Critical Elements: Stack-by-Stack Clearing

  1. Team A (example using 6-Man Element)
    • Uses 2-Man Clearing, with each Operator upon successfully clearing providing stacked up overwatch for the next set of 2
    • Will only advance upon each room after a complete clearing
    • Door Guards are employed with more emphasis due to lower numbers of friendly teammates, this prevents more casualties
  2. Further Information
    • Not unlike Bounding Overwatch or "Leapfrogging", the teams dispatch pairs to clear each room, covering the next pair up
  3. Recommended
    • A Go-code or Identifier-Per-Room (IPR) can help signify what each room or environment consists of, with assigned squads
    • When possible, ensure that teams are properly signified, with each team having a unique, identifiable callsign to operate on
    • Prepare plans during a 'walkthrough' phase prior to operation


Stack-by-Stack Summary, by assigning an appropriate callsign, and breaking apart the mission's Area of Operation (AO), the unit commander can properly assign responsibilities and/or task based on the locale and intelligence-based situation. Bare in mind, as the team advances, so too will their situation and available resources change, so layers of operational efficacy must be put into place, with clear milestones, waypoints or operational checkpoints for tracking via command.



Co-ordinated Entry: Dynamic Entry Edit

The "Dynamic Entry" Method is dispatched by detachments who need to affect entry into a room or environment with multiple entrypoints. Benefits with this technique include the capacity to surprise hostiles using a singular or multiple teams, however each detachment makes entry upon go-code to create a sensation of shock, awe and lower the efficacy of all hostiles. This technique can be used as a single, detached unit or using multiple teams.


Critical Elements: Dynamic Entry

  1. Detachment A (example using a split 6-Man Element)
    • Sets 3-Man Stack outside of Door A (See 1st Team)
    • Will only make entry upon getting the given go-code
  2. Detachment B (example using a split 6-Man Element)
    • Sets 3-Man Stack outside of Door B (see 2nd Team)
    • Will only make entry upon getting the given go-code
  3. Both Detachments (A & B)
    • Affects Entry using prescribed/pre-planned entry technique after the 'Zulu Go-code' is given, Zulu can be replaced by a different go-code if the mission plan has multiple go-codes.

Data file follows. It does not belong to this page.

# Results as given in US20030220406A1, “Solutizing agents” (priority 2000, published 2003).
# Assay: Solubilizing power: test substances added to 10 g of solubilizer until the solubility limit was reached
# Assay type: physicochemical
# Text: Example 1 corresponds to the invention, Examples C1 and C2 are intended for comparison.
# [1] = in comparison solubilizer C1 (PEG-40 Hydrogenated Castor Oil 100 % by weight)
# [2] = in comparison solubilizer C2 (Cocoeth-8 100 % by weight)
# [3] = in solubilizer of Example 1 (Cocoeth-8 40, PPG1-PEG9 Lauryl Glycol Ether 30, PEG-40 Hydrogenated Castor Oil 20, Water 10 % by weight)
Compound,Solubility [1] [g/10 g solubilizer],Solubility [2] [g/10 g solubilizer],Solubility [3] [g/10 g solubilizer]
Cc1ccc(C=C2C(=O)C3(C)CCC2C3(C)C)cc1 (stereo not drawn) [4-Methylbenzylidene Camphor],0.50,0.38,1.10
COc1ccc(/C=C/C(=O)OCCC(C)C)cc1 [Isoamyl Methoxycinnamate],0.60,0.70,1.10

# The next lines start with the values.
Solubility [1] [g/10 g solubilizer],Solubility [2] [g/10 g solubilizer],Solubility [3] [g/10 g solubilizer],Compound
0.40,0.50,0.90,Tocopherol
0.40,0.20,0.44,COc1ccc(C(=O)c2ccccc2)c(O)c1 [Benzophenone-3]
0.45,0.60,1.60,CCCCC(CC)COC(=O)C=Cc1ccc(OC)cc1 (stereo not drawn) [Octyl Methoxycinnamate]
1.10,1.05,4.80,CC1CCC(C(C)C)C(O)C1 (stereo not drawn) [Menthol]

4. Recommended
    • A Go-code or Identifier-Per-Room (IPR) can help signify what each room or environment consists of, with assigned squads
    • When possible, ensure that teams are properly signified, with each team having a unique, identifiable callsign to operate on
    • Prepare plans during a 'walkthrough' phase prior to operation


Dynamic Entry Summary, by assigning an appropriate callsign, and breaking apart the mission's Area of Operation (AO), the unit commander can properly assign responsibilities and/or task based on the locale and intelligence-based situation. Bare in mind, as the team advances, so too will their situation and available resources change, so layers of operational efficacy must be put into place, with clear milestones, waypoints or operational checkpoints for tracking via command.



Co-ordinated Entry: Dynamic Push Edit

The "Dynamic Push" Method is dispatched by detachments who need to force hostile contacts to run into ambush. Benefits include the squad's ability to dispatch hostiles via multiple teams, however each detachment makes certain of the push and direction prior to the ambush and may technology or traps to aid in this effort. This requires an Ambush and Push detachment.


Critical Elements: Dynamic Push

  1. Ambush Team
    • Provides security at an exfil or exit point within an AO
    • Does not move unless security of team is compromised
  2. Push Team
    • Will dispatch a full force to push the enemy towards the ambush point, with Rules of Engagement assigned prior
  3. Both Detachments (Push and Ambush)
    • Communicate and Co-ordinate hostile movement, numbers and location. Emphasis on directly communicating for setup of ambush, noting areas for pushing team not to enter during op
  4. Recommended
    • A Go-code or Identifier-Per-Room (IPR) can help signify what each room or environment consists of, with assigned squads
    • When possible, ensure that teams are properly signified, with each team having a unique, identifiable callsign to operate on
    • Prepare plans during a 'walkthrough' phase prior to operation


Dynamic Push Summary, by assigning an appropriate callsign, and breaking apart the mission's Area of Operation (AO), the unit commander can properly assign responsibilities and/or task based on the locale and intelligence-based situation. Bare in mind, as the team advances, so too will their situation and available resources change, so layers of operational efficacy must be put into place, with clear milestones, waypoints or operational checkpoints for tracking via command.